of a lively fancy, and an acute perception of character, with the single advantage of belonging to a later generation, the author of Persuasion and Mansfield Park has produced works of much fresher verdure, much sweeter flavour, and much purer spirit. Without any wish to surprise us into attention, by strangeness of incident, or complication of adventure,—with no great ambition of being amazingly facetious, or remarkably brilliant.--laboriously witty, or profoundly sentimental,--of dealing out wise saws and deep reflections, or keeping us on the broad grin, and killing us with laughter ;-the stream of her Tale flows on in an easy, natural, but spring tide, which carries us out of ourselves, and bears our feelings, affections, and deepest interest, irresistibly along with it. She has not been at the trouble to look out for subjects for her pencil of a peculiar and eccentric cast, nor cared to outstep the modesty of nature, by spicing with a too rich vein of humour, such as fell in her way in the ordinary intercourse of life. The people with whom her works bring us acquainted were, we feel certain, like those among whom she herself shared the good and ill of life,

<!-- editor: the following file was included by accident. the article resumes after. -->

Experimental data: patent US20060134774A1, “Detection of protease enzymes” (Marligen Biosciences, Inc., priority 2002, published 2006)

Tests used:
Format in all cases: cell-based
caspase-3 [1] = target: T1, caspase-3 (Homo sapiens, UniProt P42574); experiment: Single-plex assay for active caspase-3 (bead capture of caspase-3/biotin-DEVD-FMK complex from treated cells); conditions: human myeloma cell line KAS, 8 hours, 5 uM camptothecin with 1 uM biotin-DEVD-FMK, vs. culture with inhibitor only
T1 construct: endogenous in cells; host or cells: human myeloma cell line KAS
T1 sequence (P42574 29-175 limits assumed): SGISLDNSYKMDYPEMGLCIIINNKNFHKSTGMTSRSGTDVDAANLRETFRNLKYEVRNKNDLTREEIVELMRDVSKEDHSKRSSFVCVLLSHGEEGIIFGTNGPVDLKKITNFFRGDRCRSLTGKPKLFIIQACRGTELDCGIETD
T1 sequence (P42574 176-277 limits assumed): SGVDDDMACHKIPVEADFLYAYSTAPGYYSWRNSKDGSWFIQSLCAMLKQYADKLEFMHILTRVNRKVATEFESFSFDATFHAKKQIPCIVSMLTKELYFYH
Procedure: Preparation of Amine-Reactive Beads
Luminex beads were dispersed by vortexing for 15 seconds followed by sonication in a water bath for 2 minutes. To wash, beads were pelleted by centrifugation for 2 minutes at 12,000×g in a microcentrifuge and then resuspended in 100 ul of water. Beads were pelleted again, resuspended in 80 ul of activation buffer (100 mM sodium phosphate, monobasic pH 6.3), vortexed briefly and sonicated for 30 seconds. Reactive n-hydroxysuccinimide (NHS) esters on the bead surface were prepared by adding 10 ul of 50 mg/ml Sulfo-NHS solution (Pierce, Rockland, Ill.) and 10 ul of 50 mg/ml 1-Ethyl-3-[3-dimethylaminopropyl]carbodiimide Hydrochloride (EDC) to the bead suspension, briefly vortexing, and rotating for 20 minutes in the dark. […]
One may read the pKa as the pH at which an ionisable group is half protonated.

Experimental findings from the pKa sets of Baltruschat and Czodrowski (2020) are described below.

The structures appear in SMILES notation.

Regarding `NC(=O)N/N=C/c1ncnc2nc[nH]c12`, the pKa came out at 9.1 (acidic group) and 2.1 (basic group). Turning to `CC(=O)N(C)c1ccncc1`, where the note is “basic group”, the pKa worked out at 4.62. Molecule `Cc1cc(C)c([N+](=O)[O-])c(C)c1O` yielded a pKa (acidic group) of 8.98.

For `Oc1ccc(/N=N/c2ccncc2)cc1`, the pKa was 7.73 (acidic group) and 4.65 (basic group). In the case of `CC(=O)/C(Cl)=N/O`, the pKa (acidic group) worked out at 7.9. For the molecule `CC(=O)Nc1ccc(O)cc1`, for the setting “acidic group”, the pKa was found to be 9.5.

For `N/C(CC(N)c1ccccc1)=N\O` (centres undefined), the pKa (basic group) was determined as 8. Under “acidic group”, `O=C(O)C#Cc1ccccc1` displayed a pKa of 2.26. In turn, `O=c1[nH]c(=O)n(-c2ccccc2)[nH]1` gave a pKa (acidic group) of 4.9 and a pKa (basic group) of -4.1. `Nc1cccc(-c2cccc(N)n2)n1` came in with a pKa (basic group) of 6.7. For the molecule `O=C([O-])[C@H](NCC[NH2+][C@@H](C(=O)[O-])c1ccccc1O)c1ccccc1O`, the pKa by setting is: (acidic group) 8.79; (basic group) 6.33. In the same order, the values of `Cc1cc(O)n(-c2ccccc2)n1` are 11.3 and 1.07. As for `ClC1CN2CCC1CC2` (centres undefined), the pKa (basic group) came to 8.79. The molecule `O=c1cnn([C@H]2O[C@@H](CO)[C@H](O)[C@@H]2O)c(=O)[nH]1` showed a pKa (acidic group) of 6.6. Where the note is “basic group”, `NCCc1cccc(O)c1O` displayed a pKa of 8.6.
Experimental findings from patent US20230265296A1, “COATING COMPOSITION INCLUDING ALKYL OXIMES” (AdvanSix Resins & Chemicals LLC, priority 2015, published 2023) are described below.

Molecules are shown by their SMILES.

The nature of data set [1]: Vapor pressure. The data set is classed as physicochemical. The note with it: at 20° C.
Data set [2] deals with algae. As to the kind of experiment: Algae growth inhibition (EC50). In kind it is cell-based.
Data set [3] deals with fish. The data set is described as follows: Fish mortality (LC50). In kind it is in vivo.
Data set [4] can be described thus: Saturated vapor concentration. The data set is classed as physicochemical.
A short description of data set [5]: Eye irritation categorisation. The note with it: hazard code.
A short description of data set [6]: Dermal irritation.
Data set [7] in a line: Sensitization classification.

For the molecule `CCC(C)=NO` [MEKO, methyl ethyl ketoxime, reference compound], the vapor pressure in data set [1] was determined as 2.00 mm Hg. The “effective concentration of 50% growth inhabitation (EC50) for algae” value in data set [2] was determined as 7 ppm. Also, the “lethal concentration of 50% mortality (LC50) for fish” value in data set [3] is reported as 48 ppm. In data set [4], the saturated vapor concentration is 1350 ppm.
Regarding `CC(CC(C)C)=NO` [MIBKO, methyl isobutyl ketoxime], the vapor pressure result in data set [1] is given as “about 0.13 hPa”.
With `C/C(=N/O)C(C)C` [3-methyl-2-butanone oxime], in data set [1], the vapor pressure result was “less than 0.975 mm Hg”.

with whom she thought and talked—danced and sung-laughed and wept-joked and reasoned. They are not the productions of an ingenious fancy, but beings instinct with life;-they breathe and move, and think and speak, and act, before our mind's eye, with a distinctness, that rivals the pictures we see in memory of scenes we ourselves have beheld, and upon the recollections of which we love to dwell. They mingle in our remembrances with those, whom we ourselves have known and loved, but whom accident, or coldness, or death, have separated from us before the end of our pilgrimage.